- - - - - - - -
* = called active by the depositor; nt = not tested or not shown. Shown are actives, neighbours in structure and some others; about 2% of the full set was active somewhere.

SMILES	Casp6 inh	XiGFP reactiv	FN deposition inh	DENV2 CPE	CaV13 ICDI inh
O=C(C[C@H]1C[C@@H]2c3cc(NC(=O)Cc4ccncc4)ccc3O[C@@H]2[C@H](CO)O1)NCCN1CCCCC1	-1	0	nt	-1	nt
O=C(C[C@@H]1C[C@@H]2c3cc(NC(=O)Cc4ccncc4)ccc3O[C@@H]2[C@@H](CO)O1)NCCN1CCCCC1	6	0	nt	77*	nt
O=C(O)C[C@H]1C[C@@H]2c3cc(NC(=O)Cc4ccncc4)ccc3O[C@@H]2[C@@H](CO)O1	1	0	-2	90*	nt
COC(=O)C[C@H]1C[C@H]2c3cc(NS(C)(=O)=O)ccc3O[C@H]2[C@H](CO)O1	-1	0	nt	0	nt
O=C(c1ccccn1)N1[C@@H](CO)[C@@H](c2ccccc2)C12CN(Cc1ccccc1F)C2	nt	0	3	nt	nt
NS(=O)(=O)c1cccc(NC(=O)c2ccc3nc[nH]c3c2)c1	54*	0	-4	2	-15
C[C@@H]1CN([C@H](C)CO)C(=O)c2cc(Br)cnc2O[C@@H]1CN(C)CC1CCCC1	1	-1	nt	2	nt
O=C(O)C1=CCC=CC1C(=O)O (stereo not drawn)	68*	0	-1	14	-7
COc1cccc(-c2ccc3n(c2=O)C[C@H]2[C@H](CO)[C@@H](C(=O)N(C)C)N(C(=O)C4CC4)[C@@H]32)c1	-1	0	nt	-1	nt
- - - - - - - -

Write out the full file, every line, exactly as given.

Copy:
* = called active by the depositor; nt = not tested or not shown. Shown are actives, neighbours in structure and some others; about 2% of the full set was active somewhere.

SMILES	Casp6 inh	XiGFP reactiv	FN deposition inh	DENV2 CPE	CaV13 ICDI inh
O=C(C[C@H]1C[C@@H]2c3cc(NC(=O)Cc4ccncc4)ccc3O[C@@H]2[C@H](CO)O1)NCCN1CCCCC1	-1	0	nt	-1	nt
O=C(C[C@@H]1C[C@@H]2c3cc(NC(=O)Cc4ccncc4)ccc3O[C@@H]2[C@@H](CO)O1)NCCN1CCCCC1	6	0	nt	77*	nt
O=C(O)C[C@H]1C[C@@H]2c3cc(NC(=O)Cc4ccncc4)ccc3O[C@@H]2[C@@H](CO)O1	1	0	-2	90*	nt
COC(=O)C[C@H]1C[C@H]2c3cc(NS(C)(=O)=O)ccc3O[C@H]2[C@H](CO)O1	-1	0	nt	0	nt
O=C(c1ccccn1)N1[C@@H](CO)[C@@H](c2ccccc2)C12CN(Cc1ccccc1F)C2	nt	0	3	nt	nt
NS(=O)(=O)c1cccc(NC(=O)c2ccc3nc[nH]c3c2)c1	54*	0	-4	2	-15
C[C@@H]1CN([C@H](C)CO)C(=O)c2cc(Br)cnc2O[C@@H]1CN(C)CC1CCCC1	1	-1	nt	2	nt
O=C(O)C1=CCC=CC1C(=O)O (stereo not drawn)	68*	0	-1	14	-7
COc1cccc(-c2ccc3n(c2=O)C[C@H]2[C@H](CO)[C@@H](C(=O)N(C)C)N(C(=O)C4CC4)[C@@H]32)c1	-1	0	nt	-1	nt